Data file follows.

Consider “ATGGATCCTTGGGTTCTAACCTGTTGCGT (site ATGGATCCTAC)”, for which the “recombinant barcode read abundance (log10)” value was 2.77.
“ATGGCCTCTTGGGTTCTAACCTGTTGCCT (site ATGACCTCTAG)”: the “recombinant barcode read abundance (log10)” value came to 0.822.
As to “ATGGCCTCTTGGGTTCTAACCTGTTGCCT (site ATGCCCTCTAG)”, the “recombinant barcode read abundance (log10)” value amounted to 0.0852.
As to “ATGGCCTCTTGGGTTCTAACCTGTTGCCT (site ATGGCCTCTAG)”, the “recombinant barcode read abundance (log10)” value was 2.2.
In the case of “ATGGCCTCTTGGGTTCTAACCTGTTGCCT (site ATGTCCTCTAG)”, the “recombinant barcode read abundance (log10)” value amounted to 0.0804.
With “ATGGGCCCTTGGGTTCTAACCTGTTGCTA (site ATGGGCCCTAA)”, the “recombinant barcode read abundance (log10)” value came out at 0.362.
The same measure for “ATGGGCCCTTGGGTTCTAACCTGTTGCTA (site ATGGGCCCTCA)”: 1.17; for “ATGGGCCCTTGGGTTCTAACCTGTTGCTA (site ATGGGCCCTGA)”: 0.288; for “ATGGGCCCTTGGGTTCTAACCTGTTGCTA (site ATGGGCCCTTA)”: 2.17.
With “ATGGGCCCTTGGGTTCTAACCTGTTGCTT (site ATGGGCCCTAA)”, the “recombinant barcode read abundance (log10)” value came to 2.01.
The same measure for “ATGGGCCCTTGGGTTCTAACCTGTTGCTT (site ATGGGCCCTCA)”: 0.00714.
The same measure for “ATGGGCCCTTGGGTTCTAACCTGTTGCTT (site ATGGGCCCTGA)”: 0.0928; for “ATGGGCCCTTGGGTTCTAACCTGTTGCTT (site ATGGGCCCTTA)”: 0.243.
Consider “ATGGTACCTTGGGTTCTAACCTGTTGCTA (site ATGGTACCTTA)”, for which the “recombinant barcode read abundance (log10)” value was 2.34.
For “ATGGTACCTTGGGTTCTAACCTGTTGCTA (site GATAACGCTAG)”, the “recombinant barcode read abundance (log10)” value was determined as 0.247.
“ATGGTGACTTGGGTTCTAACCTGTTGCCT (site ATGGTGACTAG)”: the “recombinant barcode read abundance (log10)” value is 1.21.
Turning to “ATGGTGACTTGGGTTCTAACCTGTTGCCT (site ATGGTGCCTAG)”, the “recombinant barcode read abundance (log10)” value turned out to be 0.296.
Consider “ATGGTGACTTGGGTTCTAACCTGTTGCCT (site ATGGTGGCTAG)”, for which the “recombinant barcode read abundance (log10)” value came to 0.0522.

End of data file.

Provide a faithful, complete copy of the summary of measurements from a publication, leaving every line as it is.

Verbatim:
Consider “ATGGATCCTTGGGTTCTAACCTGTTGCGT (site ATGGATCCTAC)”, for which the “recombinant barcode read abundance (log10)” value was 2.77.
“ATGGCCTCTTGGGTTCTAACCTGTTGCCT (site ATGACCTCTAG)”: the “recombinant barcode read abundance (log10)” value came to 0.822.
As to “ATGGCCTCTTGGGTTCTAACCTGTTGCCT (site ATGCCCTCTAG)”, the “recombinant barcode read abundance (log10)” value amounted to 0.0852.
As to “ATGGCCTCTTGGGTTCTAACCTGTTGCCT (site ATGGCCTCTAG)”, the “recombinant barcode read abundance (log10)” value was 2.2.
In the case of “ATGGCCTCTTGGGTTCTAACCTGTTGCCT (site ATGTCCTCTAG)”, the “recombinant barcode read abundance (log10)” value amounted to 0.0804.
With “ATGGGCCCTTGGGTTCTAACCTGTTGCTA (site ATGGGCCCTAA)”, the “recombinant barcode read abundance (log10)” value came out at 0.362.
The same measure for “ATGGGCCCTTGGGTTCTAACCTGTTGCTA (site ATGGGCCCTCA)”: 1.17; for “ATGGGCCCTTGGGTTCTAACCTGTTGCTA (site ATGGGCCCTGA)”: 0.288; for “ATGGGCCCTTGGGTTCTAACCTGTTGCTA (site ATGGGCCCTTA)”: 2.17.
With “ATGGGCCCTTGGGTTCTAACCTGTTGCTT (site ATGGGCCCTAA)”, the “recombinant barcode read abundance (log10)” value came to 2.01.
The same measure for “ATGGGCCCTTGGGTTCTAACCTGTTGCTT (site ATGGGCCCTCA)”: 0.00714.
The same measure for “ATGGGCCCTTGGGTTCTAACCTGTTGCTT (site ATGGGCCCTGA)”: 0.0928; for “ATGGGCCCTTGGGTTCTAACCTGTTGCTT (site ATGGGCCCTTA)”: 0.243.
Consider “ATGGTACCTTGGGTTCTAACCTGTTGCTA (site ATGGTACCTTA)”, for which the “recombinant barcode read abundance (log10)” value was 2.34.
For “ATGGTACCTTGGGTTCTAACCTGTTGCTA (site GATAACGCTAG)”, the “recombinant barcode read abundance (log10)” value was determined as 0.247.
“ATGGTGACTTGGGTTCTAACCTGTTGCCT (site ATGGTGACTAG)”: the “recombinant barcode read abundance (log10)” value is 1.21.
Turning to “ATGGTGACTTGGGTTCTAACCTGTTGCCT (site ATGGTGCCTAG)”, the “recombinant barcode read abundance (log10)” value turned out to be 0.296.
Consider “ATGGTGACTTGGGTTCTAACCTGTTGCCT (site ATGGTGGCTAG)”, for which the “recombinant barcode read abundance (log10)” value came to 0.0522.